At the same time, the authorities are very concerned that they may not be able to contain the situation. In a major piece on August 5, the L.A. Times quoted an LAPD official saying that L.A. will be "180 degrees different for a million reasons. The venue is different, the geography, the laws, the political agenda of the party in question, the reduced resources of the anarchists on the east coast versus the west coast...this is going to be a hugely different event."
The Times continued, "Police will be stretched far thinner than in Philadelphia because of Los Angeles' sprawl and because the LAPD has fewer officers per city resident than the Philadelphia Department has."
What comes through is the authorities' fear that L.A.'s oppressed masses will be drawn into the fray. After Monday's concert featuring Rage Against the Machine and Ozomotli was approved, one LAPD official said, "We're gravely concerned because of security reasons-just the large numbers of individuals that this will bring out."
The LAPD closely studied the pre-emptive strikes launched by Washington, DC cops during the protests against the IMF this past April, as well as the actions of the police at the RNC. Reportedly, the LAPD was "particularly impressed" with the preemptive arrests of some 70 people making puppets in a warehouse in Philadelphia. One cop stated, "With delayed reaction, you permit huge crowds to build and build before you take action. In Washington, the Police Department took extensive preemptive action early to prevent the tactics from being fully implemented...You didn't see that in Seattle."
L.A. officials also applauded how preventative detention was used against activists and organizers in Philly. For example a leader of the Ruckus Society, charged with several misdemeanors, was initially given a million bail-in a clear effort to keep him and others away from L.A. Mayor Riordan declared that he was "impressed" by the way Philadelphia cops worked "with the courts to make sure that people who are violent aren't put back on the streets."
At a press conference a week before the DNC convention, some anarchists detailed how they'd been facing constant harassment from the police and the FBI- just to hold a convention in L.A.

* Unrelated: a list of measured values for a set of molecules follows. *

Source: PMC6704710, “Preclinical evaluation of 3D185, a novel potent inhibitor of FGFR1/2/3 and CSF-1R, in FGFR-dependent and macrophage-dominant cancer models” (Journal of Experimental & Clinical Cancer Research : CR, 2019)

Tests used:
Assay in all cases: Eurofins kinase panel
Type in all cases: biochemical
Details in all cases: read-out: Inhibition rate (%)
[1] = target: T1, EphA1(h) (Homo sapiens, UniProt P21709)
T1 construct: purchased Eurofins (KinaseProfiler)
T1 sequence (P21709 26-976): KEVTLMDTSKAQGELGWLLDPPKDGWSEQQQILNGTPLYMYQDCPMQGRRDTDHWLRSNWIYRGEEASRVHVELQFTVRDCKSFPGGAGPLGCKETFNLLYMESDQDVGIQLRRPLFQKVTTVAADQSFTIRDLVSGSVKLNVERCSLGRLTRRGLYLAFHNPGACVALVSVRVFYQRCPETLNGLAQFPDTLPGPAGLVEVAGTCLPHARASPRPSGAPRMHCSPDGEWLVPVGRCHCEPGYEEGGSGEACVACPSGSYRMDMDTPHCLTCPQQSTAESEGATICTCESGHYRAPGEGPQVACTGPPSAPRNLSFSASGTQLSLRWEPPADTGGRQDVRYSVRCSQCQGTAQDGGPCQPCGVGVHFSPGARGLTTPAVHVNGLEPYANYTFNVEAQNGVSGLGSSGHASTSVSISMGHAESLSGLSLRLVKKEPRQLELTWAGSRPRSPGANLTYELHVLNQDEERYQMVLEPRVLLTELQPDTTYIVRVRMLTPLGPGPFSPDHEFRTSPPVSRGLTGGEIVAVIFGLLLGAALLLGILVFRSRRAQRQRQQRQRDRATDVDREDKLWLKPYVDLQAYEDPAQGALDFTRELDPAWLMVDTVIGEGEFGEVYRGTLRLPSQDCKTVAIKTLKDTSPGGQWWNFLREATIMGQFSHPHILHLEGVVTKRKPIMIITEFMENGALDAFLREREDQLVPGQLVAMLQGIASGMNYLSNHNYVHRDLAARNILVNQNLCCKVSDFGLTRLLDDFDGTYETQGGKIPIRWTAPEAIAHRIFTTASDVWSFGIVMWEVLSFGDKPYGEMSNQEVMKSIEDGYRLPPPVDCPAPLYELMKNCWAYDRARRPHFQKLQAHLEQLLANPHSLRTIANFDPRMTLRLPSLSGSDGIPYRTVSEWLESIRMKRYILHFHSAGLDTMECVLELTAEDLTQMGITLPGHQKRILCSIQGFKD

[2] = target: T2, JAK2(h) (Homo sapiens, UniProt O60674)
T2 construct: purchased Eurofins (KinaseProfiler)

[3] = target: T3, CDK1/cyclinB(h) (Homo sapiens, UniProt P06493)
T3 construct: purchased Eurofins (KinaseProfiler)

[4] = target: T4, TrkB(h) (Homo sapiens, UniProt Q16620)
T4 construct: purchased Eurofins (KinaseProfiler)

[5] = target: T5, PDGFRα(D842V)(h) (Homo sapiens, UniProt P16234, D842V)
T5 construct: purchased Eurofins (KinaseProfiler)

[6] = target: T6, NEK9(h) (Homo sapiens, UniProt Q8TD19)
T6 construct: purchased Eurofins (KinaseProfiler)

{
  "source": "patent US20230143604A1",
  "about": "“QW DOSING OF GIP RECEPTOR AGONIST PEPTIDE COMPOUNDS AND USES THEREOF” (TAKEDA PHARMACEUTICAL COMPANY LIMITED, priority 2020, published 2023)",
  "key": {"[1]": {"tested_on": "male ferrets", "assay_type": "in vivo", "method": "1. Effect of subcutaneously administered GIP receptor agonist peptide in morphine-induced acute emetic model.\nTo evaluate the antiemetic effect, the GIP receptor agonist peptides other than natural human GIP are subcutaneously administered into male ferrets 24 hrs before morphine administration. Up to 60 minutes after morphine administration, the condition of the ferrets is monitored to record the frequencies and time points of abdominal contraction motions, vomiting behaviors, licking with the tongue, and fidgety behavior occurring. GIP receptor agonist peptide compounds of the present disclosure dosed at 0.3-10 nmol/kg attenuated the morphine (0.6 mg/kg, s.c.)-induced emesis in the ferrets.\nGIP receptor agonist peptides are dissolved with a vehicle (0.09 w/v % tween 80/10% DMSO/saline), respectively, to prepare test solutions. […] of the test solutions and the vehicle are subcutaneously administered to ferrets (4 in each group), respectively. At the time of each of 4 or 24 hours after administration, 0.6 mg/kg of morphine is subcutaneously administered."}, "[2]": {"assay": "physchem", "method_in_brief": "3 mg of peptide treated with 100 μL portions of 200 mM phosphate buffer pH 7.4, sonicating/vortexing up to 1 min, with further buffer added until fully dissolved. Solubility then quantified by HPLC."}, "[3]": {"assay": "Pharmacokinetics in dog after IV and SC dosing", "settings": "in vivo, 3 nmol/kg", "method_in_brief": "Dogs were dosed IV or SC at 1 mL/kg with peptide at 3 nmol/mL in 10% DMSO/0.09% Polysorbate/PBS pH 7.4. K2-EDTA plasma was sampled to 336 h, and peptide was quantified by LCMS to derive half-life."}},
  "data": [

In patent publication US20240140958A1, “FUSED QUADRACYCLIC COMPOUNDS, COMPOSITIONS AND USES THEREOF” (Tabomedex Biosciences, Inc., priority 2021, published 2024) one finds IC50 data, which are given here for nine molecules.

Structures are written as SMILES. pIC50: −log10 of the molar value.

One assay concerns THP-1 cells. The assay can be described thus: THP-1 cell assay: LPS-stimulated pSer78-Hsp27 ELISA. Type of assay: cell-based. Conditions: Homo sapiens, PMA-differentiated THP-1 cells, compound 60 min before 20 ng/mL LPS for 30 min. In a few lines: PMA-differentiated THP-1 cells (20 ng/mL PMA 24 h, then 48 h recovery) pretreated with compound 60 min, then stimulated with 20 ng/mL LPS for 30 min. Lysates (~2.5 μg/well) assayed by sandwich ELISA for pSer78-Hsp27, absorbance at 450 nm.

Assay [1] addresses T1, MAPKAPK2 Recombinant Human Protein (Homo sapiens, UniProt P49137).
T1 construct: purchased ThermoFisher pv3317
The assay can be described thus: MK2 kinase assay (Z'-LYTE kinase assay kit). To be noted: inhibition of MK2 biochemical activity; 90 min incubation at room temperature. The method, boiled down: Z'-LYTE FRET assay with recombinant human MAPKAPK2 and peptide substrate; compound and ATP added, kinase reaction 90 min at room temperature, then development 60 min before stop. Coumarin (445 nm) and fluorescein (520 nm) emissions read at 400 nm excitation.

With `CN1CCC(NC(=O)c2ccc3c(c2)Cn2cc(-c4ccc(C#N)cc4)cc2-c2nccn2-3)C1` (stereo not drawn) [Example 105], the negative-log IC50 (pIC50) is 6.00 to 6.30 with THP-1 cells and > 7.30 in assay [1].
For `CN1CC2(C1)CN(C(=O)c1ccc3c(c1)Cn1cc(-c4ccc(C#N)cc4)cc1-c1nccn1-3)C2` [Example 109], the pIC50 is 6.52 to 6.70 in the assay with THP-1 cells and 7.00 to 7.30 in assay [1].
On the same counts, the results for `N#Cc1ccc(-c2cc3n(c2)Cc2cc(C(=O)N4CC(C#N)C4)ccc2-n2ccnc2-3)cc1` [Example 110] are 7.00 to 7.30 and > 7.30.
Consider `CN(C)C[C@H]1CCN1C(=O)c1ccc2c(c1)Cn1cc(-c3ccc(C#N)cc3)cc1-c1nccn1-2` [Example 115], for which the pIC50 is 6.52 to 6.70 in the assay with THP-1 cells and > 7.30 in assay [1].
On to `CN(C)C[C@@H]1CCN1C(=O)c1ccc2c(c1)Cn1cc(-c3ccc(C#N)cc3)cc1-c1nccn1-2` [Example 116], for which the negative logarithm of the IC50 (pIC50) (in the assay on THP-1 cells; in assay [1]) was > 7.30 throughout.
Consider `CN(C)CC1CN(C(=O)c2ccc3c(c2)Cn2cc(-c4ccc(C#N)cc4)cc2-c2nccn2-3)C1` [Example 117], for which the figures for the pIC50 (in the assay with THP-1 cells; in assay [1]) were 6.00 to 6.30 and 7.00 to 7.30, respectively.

A major article appeared in the L.A. Times, highlighting the prominent role religious organizations have played in protests against police brutality, the juvenile justice system, for immigrant rights and against the death penalty. The following Thursday, the police showed up at the Catholic Worker offices looking for some of the organizers of a planned protest at the Rampart Station.
On July 15 and 22, police showed up at the D2KLA Convergence Center, demanding to see a lease. On August 2, fire inspectors tried to enter the building, as police videotaped outside. On August 7 and 8, police stopped by the Center again. On August 9, two activists were arrested at a coffee house near the Center. Other activists in the area have been frisked by cops or arrested for jaywalking.
On Thursday, August 17, the ACLU filed a lawsuit on behalf of The D2K Convergence Planning Coalition, Rise Up/Direct Action Network, and the Community Arts Network-charging the LAPD with unlawful harassment and asking for a temporary restraining order against the LAPD. The suit charges that the LAPD has engaged in constant surveillance, repeated drive-bys and flying helicopters overhead, photographed people entering the Center, demanded to search it without a warrant, followed people leaving the Center, temporarily detaining some of them, and taking license numbers of cars parked nearby.
Such police intelligence-gathering is aimed at suppressing the struggle AND giving the power structure a better understanding of how to try and control, and contain, this new movement of resistance that's gathering steam. On Friday, a federal judge ordered that the LAPD could not pre-emptively seize protest materials or enter protest offices without a warrant, but refused to ban their surveillance.
Organizers have fought these attacks tit-for-tat, including organizing their own Independent Media Center, fighting on the legal front, and continuing to organize protest actions.
As the rulers try and gain "intelligence" about the struggle, the people are gaining some rich "intelligence" of our own about the nature and operation of the system. As RCP Chairman Bob Avakian once said: The system is a great teacher. If you don't learn the first time, it will teach you again and again.
In Philadelphia, many people got a lesson in the reality of capitalist class dictatorship behind the ragged mask of democracy. Now, as the "red-carpet" is rolled out for Democratic Party high rollers while justice-seeking activists are being arrested, surveilled and harassed, the system will surely give the people another lesson in L.A.
This article is posted in English and Spanish on Revolutionary Worker Online